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‘Oedipus Rex’ at Court: The eternal conflict of fate versus free will, held up to drama’s glass

Submitted by on Dec 5, 2019 – 10:04 am

King Oedipus puts out his own eyes upon grasping the hideous truth of his crimes. Innocent daughter Antigone (Aeriel Williams) is among those who suffer. (Photos by Michael Brosilow)

“Oedipus Rex,” by Sophocles, in translation by Nicholas Rudall, directed by Charles Newell. At Court Theatre through Dec. 8. ★★★★
By Nancy Malitz

As we sit in the small, semicircular, arena-style stage at Court Theatre in Hyde Park, where Sophocles’ ancient drama “Oedipus Rex” unfolds, the audience becomes part of an urgent thriller. Actors prowl the aisles, murmuring that our city Thebes is sinking under “waves of death.” Plague and pestilence have left people terrified.

The explanation for this catastrophe? Unknown. Desperate citizens implore their intrepid king, Oedipus, to figure out what’s going on.

Oedipus outwits the Sphinx (Amphora, c. 450 B.C.)

As portrayed by Kelvin Roston, Jr., one of Chicago’s most explosive actors, brave Oedipus knows he is the obvious choice to rescue Thebes. It was he alone who outwitted a sphinx that menaced the city several years back – a ravenous beast devouring anyone unable to solve her riddles. Clever Oedipus vanquished that monster and became husband to Queen Jocasta, with whom he has sons and daughters. This still youthful king and undisputed hero rules with magisterial pride.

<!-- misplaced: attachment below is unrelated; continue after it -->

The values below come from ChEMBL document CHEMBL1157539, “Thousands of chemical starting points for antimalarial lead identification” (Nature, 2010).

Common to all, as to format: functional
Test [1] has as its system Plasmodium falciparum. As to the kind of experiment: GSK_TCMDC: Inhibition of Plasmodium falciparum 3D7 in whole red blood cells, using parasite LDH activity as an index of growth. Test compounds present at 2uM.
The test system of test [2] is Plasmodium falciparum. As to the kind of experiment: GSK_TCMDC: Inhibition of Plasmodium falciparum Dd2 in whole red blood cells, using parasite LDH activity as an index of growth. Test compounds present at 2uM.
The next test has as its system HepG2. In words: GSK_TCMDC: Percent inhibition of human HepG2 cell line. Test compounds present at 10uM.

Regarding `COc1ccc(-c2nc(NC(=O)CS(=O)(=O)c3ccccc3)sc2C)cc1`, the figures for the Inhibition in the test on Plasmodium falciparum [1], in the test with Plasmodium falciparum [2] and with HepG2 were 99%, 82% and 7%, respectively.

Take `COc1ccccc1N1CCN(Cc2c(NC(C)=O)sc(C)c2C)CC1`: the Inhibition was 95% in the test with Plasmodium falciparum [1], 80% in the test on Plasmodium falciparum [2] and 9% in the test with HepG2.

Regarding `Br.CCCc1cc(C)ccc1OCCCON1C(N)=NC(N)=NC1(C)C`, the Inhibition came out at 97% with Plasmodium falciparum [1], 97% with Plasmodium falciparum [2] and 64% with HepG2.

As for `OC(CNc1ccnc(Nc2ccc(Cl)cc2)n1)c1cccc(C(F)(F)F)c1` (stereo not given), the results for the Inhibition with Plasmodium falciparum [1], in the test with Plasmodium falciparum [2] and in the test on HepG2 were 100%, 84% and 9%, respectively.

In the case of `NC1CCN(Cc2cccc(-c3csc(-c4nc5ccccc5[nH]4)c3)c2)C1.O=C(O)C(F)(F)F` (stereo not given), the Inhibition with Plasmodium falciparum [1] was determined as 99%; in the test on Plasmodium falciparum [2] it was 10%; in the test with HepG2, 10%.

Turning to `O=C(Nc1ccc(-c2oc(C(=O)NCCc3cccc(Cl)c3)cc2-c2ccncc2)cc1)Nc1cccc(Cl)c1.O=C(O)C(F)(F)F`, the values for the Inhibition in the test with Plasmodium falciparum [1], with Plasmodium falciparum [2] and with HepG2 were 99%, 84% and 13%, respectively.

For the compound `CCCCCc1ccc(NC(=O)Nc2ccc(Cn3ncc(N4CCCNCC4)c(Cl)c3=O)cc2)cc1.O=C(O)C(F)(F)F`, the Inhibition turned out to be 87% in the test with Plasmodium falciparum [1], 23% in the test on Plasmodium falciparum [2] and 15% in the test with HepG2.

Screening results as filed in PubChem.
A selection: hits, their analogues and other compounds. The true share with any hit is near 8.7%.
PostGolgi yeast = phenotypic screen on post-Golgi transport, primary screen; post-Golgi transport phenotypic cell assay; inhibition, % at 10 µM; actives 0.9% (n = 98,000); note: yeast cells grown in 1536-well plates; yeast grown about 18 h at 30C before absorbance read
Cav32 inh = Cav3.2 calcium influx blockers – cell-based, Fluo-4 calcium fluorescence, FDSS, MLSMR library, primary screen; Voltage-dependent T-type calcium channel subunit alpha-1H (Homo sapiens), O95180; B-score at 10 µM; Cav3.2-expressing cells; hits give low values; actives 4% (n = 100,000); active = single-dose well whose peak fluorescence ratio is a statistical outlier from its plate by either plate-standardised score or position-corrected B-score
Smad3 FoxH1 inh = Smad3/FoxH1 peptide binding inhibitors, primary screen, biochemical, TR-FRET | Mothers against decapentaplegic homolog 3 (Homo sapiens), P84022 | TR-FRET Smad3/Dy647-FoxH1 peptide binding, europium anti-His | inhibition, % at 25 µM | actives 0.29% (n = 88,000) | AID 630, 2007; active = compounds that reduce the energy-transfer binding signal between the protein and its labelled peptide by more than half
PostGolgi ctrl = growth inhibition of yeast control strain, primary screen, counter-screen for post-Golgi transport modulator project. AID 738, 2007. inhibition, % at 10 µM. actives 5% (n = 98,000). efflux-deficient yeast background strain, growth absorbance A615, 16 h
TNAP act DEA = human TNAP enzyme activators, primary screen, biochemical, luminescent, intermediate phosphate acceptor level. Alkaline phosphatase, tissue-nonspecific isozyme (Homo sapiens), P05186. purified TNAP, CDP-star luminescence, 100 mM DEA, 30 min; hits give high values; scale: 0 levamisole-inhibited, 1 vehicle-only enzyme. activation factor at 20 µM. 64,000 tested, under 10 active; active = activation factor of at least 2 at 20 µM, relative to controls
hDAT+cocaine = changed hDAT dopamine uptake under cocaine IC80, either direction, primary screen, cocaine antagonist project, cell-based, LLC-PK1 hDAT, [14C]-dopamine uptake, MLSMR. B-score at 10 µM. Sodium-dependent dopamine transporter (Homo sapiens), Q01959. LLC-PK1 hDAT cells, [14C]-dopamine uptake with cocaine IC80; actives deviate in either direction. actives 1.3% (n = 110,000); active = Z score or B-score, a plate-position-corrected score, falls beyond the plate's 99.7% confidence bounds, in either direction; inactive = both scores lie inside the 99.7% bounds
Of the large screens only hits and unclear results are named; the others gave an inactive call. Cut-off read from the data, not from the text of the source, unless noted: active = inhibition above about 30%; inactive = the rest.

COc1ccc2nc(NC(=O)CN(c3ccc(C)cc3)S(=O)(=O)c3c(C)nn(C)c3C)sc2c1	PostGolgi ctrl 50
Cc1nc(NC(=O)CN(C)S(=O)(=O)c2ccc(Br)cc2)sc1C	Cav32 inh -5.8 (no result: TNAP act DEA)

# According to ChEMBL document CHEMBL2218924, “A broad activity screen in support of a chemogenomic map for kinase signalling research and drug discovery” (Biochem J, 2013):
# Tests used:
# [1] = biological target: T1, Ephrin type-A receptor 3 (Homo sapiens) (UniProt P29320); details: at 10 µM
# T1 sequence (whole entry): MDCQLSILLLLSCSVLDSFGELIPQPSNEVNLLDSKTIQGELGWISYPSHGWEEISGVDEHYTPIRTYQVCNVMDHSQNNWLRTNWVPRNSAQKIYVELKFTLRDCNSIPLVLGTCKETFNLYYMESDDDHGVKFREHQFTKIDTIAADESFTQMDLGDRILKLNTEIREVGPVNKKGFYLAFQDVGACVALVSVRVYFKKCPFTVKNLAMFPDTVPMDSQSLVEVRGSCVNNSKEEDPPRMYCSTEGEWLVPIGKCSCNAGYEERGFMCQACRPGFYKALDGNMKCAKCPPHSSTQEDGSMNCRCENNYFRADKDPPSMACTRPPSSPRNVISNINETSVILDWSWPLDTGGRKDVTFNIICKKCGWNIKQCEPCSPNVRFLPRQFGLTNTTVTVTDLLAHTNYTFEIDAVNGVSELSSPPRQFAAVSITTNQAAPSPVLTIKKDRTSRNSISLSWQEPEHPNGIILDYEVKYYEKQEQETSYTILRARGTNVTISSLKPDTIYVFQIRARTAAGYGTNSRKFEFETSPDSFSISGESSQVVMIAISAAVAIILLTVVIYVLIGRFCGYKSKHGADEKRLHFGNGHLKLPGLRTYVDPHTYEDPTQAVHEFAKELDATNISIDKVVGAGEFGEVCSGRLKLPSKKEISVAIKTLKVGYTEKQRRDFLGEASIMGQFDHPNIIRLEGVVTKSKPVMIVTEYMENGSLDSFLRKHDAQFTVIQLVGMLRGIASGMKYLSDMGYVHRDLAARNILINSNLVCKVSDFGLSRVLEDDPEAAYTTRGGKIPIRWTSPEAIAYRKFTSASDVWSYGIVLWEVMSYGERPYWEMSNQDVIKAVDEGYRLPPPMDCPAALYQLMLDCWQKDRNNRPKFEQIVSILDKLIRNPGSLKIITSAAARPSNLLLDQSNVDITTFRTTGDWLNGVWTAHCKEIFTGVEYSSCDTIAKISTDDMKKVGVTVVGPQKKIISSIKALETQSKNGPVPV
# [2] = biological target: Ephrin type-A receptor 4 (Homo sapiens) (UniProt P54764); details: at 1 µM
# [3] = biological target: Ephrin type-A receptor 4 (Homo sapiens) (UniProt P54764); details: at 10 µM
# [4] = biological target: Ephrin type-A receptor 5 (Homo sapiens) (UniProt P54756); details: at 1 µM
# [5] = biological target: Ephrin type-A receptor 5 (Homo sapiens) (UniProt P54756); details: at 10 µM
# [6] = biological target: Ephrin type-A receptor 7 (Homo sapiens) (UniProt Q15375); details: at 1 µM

Now Oedipus is tasked with finding the cause of Thebes’ new devastation. He vows avenging wrath upon those responsible, and thus begins Court Theatre’s year-long project to present the impressive 2,500-year-old trilogy of surviving Oedipus-related tragedies by a celebrated tragedian of classical antiquity.

In the first installment, Oedipus will struggle with an oracle’s dread revelation that the cause of Thebes’ misery is a man who has murdered his royal father and defiled the bed of his mother. As harrowing details of Oedipus’s unknown past begin falling into place, the evidence points more and more to the Theban king himself.

Anxious Thebans listen as seer Teiresias (Christopher Donahue) reveals dread clues to their king.

Yet honorable Oedipus pursues the matter aggressively. He takes action, fiercely chasing down the truth, following clues from his brother-in-law Creon (Timothy Edward Kane), various seers and messengers and shepherds. Oedipus’ wife Jocasta (Kate Collins, in a roller-coaster ride of accelerating anxiety) becomes so alarmed that she begs the king to abandon the quest.

What unfolds is a touching, many-sided portrayal of human peril and an essential conundrum: If Oedipus’ crime, unknowingly committed, is ordained by fate and a thing for which he and his children must suffer, then is Oedipus really guilty? Or free at all? Wendy Robie and Stef Tovar, as individual shepherds brought in to shed light at two different stages of the investigation, epitomized the common people’s reluctance to do any harm to a king of such clearly good character.